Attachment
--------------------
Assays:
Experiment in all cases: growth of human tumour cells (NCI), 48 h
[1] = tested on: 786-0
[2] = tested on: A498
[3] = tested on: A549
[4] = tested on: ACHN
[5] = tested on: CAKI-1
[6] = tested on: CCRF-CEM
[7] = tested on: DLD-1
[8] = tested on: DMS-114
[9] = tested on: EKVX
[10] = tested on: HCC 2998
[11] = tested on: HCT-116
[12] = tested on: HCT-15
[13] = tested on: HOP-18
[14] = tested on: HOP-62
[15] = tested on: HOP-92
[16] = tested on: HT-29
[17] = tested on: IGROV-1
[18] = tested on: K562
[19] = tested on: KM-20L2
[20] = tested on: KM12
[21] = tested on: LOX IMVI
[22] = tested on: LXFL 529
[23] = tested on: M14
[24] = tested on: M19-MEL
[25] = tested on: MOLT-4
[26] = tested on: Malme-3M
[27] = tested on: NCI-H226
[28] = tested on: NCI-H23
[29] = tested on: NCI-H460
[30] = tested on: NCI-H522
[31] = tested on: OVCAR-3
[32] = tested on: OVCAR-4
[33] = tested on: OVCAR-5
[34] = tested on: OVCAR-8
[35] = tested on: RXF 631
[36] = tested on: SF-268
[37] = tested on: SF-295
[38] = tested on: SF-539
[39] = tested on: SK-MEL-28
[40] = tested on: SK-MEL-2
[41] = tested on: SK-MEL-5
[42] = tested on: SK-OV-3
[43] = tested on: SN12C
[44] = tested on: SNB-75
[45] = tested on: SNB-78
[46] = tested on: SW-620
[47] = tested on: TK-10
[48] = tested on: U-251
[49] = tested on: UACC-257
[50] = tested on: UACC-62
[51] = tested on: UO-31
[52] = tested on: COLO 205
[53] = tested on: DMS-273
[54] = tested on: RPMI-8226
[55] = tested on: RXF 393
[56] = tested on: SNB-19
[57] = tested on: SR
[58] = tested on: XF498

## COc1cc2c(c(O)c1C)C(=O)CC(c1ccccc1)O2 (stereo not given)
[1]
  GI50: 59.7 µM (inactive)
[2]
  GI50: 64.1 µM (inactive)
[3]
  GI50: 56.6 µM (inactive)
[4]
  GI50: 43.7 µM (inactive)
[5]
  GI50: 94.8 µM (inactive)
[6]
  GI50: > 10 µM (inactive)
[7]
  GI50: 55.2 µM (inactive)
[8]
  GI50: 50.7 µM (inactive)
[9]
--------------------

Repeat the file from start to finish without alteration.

Assays:
Experiment in all cases: growth of human tumour cells (NCI), 48 h
[1] = tested on: 786-0
[2] = tested on: A498
[3] = tested on: A549
[4] = tested on: ACHN
[5] = tested on: CAKI-1
[6] = tested on: CCRF-CEM
[7] = tested on: DLD-1
[8] = tested on: DMS-114
[9] = tested on: EKVX
[10] = tested on: HCC 2998
[11] = tested on: HCT-116
[12] = tested on: HCT-15
[13] = tested on: HOP-18
[14] = tested on: HOP-62
[15] = tested on: HOP-92
[16] = tested on: HT-29
[17] = tested on: IGROV-1
[18] = tested on: K562
[19] = tested on: KM-20L2
[20] = tested on: KM12
[21] = tested on: LOX IMVI
[22] = tested on: LXFL 529
[23] = tested on: M14
[24] = tested on: M19-MEL
[25] = tested on: MOLT-4
[26] = tested on: Malme-3M
[27] = tested on: NCI-H226
[28] = tested on: NCI-H23
[29] = tested on: NCI-H460
[30] = tested on: NCI-H522
[31] = tested on: OVCAR-3
[32] = tested on: OVCAR-4
[33] = tested on: OVCAR-5
[34] = tested on: OVCAR-8
[35] = tested on: RXF 631
[36] = tested on: SF-268
[37] = tested on: SF-295
[38] = tested on: SF-539
[39] = tested on: SK-MEL-28
[40] = tested on: SK-MEL-2
[41] = tested on: SK-MEL-5
[42] = tested on: SK-OV-3
[43] = tested on: SN12C
[44] = tested on: SNB-75
[45] = tested on: SNB-78
[46] = tested on: SW-620
[47] = tested on: TK-10
[48] = tested on: U-251
[49] = tested on: UACC-257
[50] = tested on: UACC-62
[51] = tested on: UO-31
[52] = tested on: COLO 205
[53] = tested on: DMS-273
[54] = tested on: RPMI-8226
[55] = tested on: RXF 393
[56] = tested on: SNB-19
[57] = tested on: SR
[58] = tested on: XF498

## COc1cc2c(c(O)c1C)C(=O)CC(c1ccccc1)O2 (stereo not given)
[1]
  GI50: 59.7 µM (inactive)
[2]
  GI50: 64.1 µM (inactive)
[3]
  GI50: 56.6 µM (inactive)
[4]
  GI50: 43.7 µM (inactive)
[5]
  GI50: 94.8 µM (inactive)
[6]
  GI50: > 10 µM (inactive)
[7]
  GI50: 55.2 µM (inactive)
[8]
  GI50: 50.7 µM (inactive)
[9]